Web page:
Every month, A Place for Film brings you a selection of films from our group of regular bloggers. Even though these films aren’t currently being screened at the IU Cinema, this series reflects the varied programming that can be found at the Cinema and demonstrates the eclectic tastes of the bloggers. Each contributor has picked one film that they saw this month that they couldn’t wait to share with others. Keep reading to find out what discoveries these cinephiles have made, as well as some of the old friends they’ve revisited.
Jesse Pasternack, contributor | Dekalog: Six (1988) and Seven Brides for Seven Brothers (1954)
(Once a month, Jesse watches a double feature he calls the DekaDonen, which consists of an episode of Krzystztof Kieslowski’s miniseries Dekalog and a film by Stanley Donen. He’ll be watching and writing about these double features until October. Due to IU Cinema’s upcoming virtual edition of our Monthly Movie Round-Up, Jesse is switching up the order of the DekaDonen and will be talking about Dekalog: Five and Singin’ in the Rain — respectively one of the most famous episodes of Dekalog and the most famous film Donen directed — in June instead of this month.)
One of my favorite things about the DekaDonen is the opportunity it gives me to contrast differing takes on thematically similar stories. Both Dekalog: Six and Seven Brides for Seven Brothers are tales of male sexual obsession. But the tones of Kiewslowski’s episode and Donen’s film could not be more dissimilar from each other.
Dekalog: Six is about Tomek (Olaf Lubaszenko), a lonely teenager who is obsessed with an attractive older woman named Magda (Grazyna Szapolowska). Everything he does in relation to Magda — spy on her, get a job delivering her milk to be closer to her, forge letters so she can visit him at the post office where he works — is creepy. But things become complicated when Tomek tells Magda what he has been doing. Kieslowski does not shy away from the darkness of his story — or the satisfying nature of watching Magda humiliate Tomek — but he is also unafraid to explore the increasing complexity of their relationship as Tomek tries to apologize and prove that he loves her. Every technical aspect of this film’s style, from its cinematography by Witold Adamek to its eerie score by Zbigniew Preisner, supports its nuanced take on this complex central relationship.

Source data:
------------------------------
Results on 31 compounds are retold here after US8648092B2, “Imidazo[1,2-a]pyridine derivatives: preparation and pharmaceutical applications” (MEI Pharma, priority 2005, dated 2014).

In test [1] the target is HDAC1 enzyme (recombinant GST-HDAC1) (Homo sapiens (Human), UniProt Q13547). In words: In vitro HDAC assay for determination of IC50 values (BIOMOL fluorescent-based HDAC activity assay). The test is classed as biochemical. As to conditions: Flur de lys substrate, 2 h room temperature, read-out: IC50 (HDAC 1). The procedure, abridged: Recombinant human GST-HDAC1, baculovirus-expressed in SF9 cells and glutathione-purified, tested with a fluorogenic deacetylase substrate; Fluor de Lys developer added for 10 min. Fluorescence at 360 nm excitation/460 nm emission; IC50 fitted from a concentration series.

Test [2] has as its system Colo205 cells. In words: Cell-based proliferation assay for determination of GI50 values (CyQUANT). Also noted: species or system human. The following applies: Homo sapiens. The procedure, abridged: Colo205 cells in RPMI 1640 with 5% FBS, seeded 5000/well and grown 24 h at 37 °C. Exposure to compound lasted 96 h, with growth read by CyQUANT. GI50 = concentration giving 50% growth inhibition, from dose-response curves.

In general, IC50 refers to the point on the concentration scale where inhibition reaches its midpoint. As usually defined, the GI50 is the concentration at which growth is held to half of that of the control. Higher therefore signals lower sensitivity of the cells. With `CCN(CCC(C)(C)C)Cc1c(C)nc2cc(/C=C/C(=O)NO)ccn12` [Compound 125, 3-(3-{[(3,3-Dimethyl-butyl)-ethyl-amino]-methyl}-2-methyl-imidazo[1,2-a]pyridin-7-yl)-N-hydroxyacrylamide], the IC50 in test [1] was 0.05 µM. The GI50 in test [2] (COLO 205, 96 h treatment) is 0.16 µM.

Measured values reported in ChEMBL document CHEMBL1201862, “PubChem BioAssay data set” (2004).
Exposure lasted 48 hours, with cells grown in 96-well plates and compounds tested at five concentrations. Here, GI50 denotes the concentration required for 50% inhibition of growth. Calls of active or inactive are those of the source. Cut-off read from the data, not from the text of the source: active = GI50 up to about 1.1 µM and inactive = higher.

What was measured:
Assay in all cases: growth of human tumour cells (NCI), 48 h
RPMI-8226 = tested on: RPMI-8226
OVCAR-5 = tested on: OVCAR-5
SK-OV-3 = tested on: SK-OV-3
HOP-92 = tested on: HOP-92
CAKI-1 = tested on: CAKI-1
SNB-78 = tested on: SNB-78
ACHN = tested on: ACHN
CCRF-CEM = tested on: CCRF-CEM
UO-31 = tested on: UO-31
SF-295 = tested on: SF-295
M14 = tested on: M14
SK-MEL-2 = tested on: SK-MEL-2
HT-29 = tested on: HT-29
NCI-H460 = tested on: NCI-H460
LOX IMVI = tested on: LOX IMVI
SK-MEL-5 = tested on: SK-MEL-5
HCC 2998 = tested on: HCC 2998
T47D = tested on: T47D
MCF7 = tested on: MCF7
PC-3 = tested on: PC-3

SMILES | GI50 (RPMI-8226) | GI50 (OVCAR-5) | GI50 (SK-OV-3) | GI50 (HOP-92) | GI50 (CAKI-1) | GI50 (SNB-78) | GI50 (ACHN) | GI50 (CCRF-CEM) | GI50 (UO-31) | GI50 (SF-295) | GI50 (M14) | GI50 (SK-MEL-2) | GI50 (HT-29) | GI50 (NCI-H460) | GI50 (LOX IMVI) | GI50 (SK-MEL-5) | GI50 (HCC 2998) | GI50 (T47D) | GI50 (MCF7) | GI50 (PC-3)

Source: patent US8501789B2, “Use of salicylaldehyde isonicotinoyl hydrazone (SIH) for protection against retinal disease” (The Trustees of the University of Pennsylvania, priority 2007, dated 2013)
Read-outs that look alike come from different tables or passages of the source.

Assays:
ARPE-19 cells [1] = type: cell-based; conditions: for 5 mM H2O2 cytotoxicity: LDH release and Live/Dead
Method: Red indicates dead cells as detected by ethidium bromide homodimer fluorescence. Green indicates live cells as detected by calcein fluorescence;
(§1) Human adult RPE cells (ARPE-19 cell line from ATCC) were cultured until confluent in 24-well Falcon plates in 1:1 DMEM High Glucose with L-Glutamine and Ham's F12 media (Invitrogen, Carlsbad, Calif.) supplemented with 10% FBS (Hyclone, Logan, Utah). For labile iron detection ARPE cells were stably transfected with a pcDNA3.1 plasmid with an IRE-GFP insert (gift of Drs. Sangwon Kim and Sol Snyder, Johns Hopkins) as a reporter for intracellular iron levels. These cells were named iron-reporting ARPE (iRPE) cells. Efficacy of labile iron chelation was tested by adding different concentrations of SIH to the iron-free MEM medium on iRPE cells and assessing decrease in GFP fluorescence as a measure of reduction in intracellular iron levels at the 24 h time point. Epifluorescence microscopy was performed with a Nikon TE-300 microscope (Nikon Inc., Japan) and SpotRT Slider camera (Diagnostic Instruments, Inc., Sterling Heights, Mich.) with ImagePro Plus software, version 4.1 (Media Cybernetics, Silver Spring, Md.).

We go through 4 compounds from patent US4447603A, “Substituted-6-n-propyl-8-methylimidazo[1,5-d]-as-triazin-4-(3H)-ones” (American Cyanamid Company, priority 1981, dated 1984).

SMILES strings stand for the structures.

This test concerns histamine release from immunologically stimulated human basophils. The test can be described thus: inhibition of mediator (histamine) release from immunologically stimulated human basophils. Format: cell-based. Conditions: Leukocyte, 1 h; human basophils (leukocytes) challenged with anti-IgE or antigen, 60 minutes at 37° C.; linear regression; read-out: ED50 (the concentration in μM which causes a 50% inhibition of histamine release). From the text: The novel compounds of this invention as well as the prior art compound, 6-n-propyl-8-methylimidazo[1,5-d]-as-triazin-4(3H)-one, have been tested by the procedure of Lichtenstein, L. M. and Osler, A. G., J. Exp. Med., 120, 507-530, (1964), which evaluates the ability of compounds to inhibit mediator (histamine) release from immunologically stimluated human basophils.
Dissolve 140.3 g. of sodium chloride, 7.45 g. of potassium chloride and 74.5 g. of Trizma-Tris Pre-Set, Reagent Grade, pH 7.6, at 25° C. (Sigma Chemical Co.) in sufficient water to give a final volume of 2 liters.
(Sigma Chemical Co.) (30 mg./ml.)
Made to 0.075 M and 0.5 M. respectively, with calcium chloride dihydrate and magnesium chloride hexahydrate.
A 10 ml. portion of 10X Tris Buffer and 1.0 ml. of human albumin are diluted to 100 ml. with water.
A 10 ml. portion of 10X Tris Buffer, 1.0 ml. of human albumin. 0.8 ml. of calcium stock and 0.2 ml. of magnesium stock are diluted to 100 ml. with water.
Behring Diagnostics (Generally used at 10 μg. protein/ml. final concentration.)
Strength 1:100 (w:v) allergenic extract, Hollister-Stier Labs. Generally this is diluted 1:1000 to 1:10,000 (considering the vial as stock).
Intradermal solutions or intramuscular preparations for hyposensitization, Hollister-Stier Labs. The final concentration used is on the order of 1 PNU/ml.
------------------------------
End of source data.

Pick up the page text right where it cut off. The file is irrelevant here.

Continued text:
Nuance and complexity are qualities that you will not find in Seven Brides for Seven Brothers. It is one of Donen’s most cheerful films. Certain sequences (especially the thrilling barn-raising dance sequence) are some of the best things Donen and choreographer Michael Kidd ever created. But Donen’s exuberant direction and the cinematography’s bright colors clash with the film’s casually terrifying story of six brothers kidnapping six women to become their wives. One musical number (“Sobbin’ Women”) features the eldest and at the time only married brother Adam Pontipee (a disturbingly upbeat Howard Keel) happily encouraging his six siblings to commit crimes by telling them the Ancient Roman story of the abduction of the Sabine women. Another musical number (“June Bride”) depicts the kidnapped women (who it is worth mentioning have forced Adam’s wife, Millie, to read them the story of the Sabine women multiple times) unironically expressing their Stockholm Syndrome in song before pursuing romantic relationships with their captors. It remains a film that boasts some of the best dancing and most startling gender relations ever committed to celluloid.
Comparing Dekalog: Six and Seven Brides for Seven Brothers can give you a masterclass in the importance of tone. Kieslowski’s serious, precise take on Tomek and Magda’s relationship is perfect for his disquieting story. In contrast, Donen’s deliriously entertaining technical style conflicts with the most disturbing elements of his film’s plot. It’s yet another example of how DekaDonen’s collection of masterpieces and misfires can function as a miniature film school.
You can view a trailer for Dekalog here.
Jack Miller, contributor | The Private Life of a Cat (1947)